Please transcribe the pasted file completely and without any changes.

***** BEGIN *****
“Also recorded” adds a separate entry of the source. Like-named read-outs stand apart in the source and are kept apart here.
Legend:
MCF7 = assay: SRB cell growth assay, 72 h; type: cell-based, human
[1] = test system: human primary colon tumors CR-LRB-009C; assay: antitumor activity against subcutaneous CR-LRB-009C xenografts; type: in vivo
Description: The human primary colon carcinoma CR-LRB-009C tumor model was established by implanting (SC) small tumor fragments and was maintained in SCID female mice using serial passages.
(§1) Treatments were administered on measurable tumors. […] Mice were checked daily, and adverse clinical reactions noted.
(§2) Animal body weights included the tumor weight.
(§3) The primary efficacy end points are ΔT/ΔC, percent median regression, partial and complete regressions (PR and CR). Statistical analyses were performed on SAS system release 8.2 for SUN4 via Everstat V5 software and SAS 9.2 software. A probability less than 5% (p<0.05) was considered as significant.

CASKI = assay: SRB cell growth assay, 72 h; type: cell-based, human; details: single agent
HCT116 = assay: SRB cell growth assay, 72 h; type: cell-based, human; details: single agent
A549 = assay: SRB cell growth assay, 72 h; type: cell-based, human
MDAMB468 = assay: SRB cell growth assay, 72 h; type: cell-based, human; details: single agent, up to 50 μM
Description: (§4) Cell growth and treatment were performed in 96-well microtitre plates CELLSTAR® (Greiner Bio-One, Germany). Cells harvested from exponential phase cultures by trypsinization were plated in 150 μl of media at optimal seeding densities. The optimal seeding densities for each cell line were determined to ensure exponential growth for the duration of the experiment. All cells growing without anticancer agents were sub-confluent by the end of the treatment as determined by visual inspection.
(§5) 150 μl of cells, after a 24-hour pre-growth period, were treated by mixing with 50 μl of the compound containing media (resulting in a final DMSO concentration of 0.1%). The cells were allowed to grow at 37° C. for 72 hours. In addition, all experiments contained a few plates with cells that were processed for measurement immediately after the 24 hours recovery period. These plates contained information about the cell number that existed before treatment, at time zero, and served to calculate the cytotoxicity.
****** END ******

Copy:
“Also recorded” adds a separate entry of the source. Like-named read-outs stand apart in the source and are kept apart here.
Legend:
MCF7 = assay: SRB cell growth assay, 72 h; type: cell-based, human
[1] = test system: human primary colon tumors CR-LRB-009C; assay: antitumor activity against subcutaneous CR-LRB-009C xenografts; type: in vivo
Description: The human primary colon carcinoma CR-LRB-009C tumor model was established by implanting (SC) small tumor fragments and was maintained in SCID female mice using serial passages.
(§1) Treatments were administered on measurable tumors. […] Mice were checked daily, and adverse clinical reactions noted.
(§2) Animal body weights included the tumor weight.
(§3) The primary efficacy end points are ΔT/ΔC, percent median regression, partial and complete regressions (PR and CR). Statistical analyses were performed on SAS system release 8.2 for SUN4 via Everstat V5 software and SAS 9.2 software. A probability less than 5% (p<0.05) was considered as significant.

CASKI = assay: SRB cell growth assay, 72 h; type: cell-based, human; details: single agent
HCT116 = assay: SRB cell growth assay, 72 h; type: cell-based, human; details: single agent
A549 = assay: SRB cell growth assay, 72 h; type: cell-based, human
MDAMB468 = assay: SRB cell growth assay, 72 h; type: cell-based, human; details: single agent, up to 50 μM
Description: (§4) Cell growth and treatment were performed in 96-well microtitre plates CELLSTAR® (Greiner Bio-One, Germany). Cells harvested from exponential phase cultures by trypsinization were plated in 150 μl of media at optimal seeding densities. The optimal seeding densities for each cell line were determined to ensure exponential growth for the duration of the experiment. All cells growing without anticancer agents were sub-confluent by the end of the treatment as determined by visual inspection.
(§5) 150 μl of cells, after a 24-hour pre-growth period, were treated by mixing with 50 μl of the compound containing media (resulting in a final DMSO concentration of 0.1%). The cells were allowed to grow at 37° C. for 72 hours. In addition, all experiments contained a few plates with cells that were processed for measurement immediately after the 24 hours recovery period. These plates contained information about the cell number that existed before treatment, at time zero, and served to calculate the cytotoxicity.